We have been seeing a great number of these Irruptive Winter Finches here in Field Township. I am guessing that just about everyone who feeds birds has seen a few if not quite a few coming to their feeders. I am talking about Pine Siskin, Common Redpolls, Purple Finch, and Pine Grosbeaks although there are others. These are the ones I am seeing frequently this winter. You might be wondering why they are called irruptive? Well, they do not always spend their winters in the same place. They are very capable of surviving cold winter weather but to do that they need to eat a lot. If their natural food supply is low in their normal wintering range, they will wander until they find an area with a good supply and settle in. Sometimes this can be well outside of their normal wintering range. When this happens it is called an irruption. We are in their wintering range but we are certainly seeing greater numbers of them this year. Their winter foods include seeds from weeds, trees and shrubs, fruits and berries that remain on the branches of Mountain Ash, Buckthorn and Crabapples, and also the buds of certain trees and shrubs.
The birds that are here in the greatest numbers right now are the Common Redpolls and Pine Siskin. If they find a bird feeder they are more than willing to add both sunflower and thistle seeds to their diet and to bring all their family and friends. It is not unusual to see flocks of a hundred plus birds. Even if you do not feed birds you might be noticing flocks of small birds when you are out and about. There is a good chance these are what you are seeing this winter. We have also had good numbers of Purple finch and Pine Grosbeaks in the area. I have a group of about a dozen of each coming daily to my feeders. As for the Redpolls and Siskin coming, well, there are so many I find it hard to count. They can put away a lot of seed in a day but they are certainly fun to see and hear. Their constant chatter warms my spirit when frigid winds are howling.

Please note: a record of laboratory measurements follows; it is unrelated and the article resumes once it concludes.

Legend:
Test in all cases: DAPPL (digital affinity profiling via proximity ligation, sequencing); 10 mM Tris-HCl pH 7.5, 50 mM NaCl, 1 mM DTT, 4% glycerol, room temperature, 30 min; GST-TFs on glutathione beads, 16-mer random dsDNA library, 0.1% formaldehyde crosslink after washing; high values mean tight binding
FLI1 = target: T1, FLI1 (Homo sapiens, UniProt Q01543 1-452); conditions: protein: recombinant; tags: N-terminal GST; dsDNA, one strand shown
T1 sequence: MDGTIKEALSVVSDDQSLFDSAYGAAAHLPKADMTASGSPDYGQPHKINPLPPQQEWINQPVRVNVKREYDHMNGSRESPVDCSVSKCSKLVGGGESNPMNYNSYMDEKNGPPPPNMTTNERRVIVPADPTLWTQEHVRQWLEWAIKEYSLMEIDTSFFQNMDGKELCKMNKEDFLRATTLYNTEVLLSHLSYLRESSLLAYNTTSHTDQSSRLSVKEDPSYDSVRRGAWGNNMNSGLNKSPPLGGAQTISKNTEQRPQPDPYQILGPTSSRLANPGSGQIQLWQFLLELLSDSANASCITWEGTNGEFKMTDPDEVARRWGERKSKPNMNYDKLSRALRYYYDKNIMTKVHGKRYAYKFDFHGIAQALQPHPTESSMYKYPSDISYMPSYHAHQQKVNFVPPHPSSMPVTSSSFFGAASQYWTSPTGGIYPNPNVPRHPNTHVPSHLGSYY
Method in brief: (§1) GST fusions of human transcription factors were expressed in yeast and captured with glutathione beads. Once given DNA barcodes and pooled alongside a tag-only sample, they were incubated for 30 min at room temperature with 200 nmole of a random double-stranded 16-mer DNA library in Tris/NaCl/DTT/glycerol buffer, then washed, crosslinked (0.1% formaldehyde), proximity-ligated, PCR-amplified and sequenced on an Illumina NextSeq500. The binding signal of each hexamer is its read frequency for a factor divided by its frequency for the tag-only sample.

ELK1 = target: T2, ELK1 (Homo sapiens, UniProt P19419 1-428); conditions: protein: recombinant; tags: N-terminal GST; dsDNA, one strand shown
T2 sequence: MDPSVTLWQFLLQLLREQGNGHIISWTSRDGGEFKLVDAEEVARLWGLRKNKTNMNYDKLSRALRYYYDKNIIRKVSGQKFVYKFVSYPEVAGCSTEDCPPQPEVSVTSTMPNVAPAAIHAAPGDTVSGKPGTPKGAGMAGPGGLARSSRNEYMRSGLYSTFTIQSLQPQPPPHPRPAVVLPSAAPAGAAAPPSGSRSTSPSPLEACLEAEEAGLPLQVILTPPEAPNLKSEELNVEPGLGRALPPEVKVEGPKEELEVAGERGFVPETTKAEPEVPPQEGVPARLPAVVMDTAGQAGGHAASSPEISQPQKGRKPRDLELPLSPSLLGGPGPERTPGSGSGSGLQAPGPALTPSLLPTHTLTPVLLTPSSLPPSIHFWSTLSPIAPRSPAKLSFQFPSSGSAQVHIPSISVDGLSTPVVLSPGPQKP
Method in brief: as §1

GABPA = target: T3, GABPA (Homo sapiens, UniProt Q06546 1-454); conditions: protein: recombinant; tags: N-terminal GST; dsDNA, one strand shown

There are actually two species of Redpoll visiting this winter. If you notice an individual that looks frostier than the rest you might be looking at a Hoary Redpoll. They have minimal to no streaking on their undersides and rump. The pink on the male`s breast is paler. Their beaks are slightly smaller than the Common and often you will only see one or two individuals mixed in with a flock of Common. I have been seeing them off and on at my feeders.
Spring is coming and these birds may soon be heading back to their breeding territories. I have enjoyed their company and even though they will be leaving, we are soon to start seeing spring migrants arriving and I can hardly wait.
Did you know that a group of finches are collectively known as a “trembling”, “charm” and also a “company” of finches. A group of redpolls is known as a “gallop” of redpolls. A group of grosbeaks is known as a “gross” of grosbeaks. Just a few fun facts I noticed while reading from a birding app I purchased this past fall.
If any of you are seeing something of interest at you feeders or anywhere else for that matter, I would love to hear about it.